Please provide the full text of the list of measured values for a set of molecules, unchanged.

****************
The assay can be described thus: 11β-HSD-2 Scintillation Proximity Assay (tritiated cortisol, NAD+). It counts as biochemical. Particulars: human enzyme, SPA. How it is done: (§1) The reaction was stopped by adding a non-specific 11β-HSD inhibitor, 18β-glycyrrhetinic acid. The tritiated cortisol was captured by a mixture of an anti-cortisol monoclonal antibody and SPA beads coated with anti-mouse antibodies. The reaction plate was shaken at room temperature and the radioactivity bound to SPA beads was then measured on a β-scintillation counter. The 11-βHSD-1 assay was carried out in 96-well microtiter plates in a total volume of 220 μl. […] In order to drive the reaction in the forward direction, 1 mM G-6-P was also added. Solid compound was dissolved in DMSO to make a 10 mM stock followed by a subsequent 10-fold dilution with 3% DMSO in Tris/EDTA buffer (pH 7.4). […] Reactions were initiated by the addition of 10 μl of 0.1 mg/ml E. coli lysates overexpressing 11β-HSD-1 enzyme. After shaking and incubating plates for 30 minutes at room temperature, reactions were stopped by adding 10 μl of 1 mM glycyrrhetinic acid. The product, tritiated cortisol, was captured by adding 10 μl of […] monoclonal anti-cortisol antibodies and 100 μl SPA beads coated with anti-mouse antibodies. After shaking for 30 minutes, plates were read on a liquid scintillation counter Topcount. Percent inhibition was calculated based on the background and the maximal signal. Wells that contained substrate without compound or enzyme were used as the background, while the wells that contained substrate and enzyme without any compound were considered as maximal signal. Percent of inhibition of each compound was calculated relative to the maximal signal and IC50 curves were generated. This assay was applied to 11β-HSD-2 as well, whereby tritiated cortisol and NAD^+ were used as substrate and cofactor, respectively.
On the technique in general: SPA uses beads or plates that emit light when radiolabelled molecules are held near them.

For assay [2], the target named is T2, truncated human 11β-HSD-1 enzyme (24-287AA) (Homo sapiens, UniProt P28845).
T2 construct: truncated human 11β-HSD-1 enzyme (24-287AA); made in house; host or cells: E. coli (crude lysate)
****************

The assay can be described thus: 11β-HSD-2 Scintillation Proximity Assay (tritiated cortisol, NAD+). It counts as biochemical. Particulars: human enzyme, SPA. How it is done: (§1) The reaction was stopped by adding a non-specific 11β-HSD inhibitor, 18β-glycyrrhetinic acid. The tritiated cortisol was captured by a mixture of an anti-cortisol monoclonal antibody and SPA beads coated with anti-mouse antibodies. The reaction plate was shaken at room temperature and the radioactivity bound to SPA beads was then measured on a β-scintillation counter. The 11-βHSD-1 assay was carried out in 96-well microtiter plates in a total volume of 220 μl. […] In order to drive the reaction in the forward direction, 1 mM G-6-P was also added. Solid compound was dissolved in DMSO to make a 10 mM stock followed by a subsequent 10-fold dilution with 3% DMSO in Tris/EDTA buffer (pH 7.4). […] Reactions were initiated by the addition of 10 μl of 0.1 mg/ml E. coli lysates overexpressing 11β-HSD-1 enzyme. After shaking and incubating plates for 30 minutes at room temperature, reactions were stopped by adding 10 μl of 1 mM glycyrrhetinic acid. The product, tritiated cortisol, was captured by adding 10 μl of […] monoclonal anti-cortisol antibodies and 100 μl SPA beads coated with anti-mouse antibodies. After shaking for 30 minutes, plates were read on a liquid scintillation counter Topcount. Percent inhibition was calculated based on the background and the maximal signal. Wells that contained substrate without compound or enzyme were used as the background, while the wells that contained substrate and enzyme without any compound were considered as maximal signal. Percent of inhibition of each compound was calculated relative to the maximal signal and IC50 curves were generated. This assay was applied to 11β-HSD-2 as well, whereby tritiated cortisol and NAD^+ were used as substrate and cofactor, respectively.
On the technique in general: SPA uses beads or plates that emit light when radiolabelled molecules are held near them.

For assay [2], the target named is T2, truncated human 11β-HSD-1 enzyme (24-287AA) (Homo sapiens, UniProt P28845).
T2 construct: truncated human 11β-HSD-1 enzyme (24-287AA); made in house; host or cells: E. coli (crude lysate)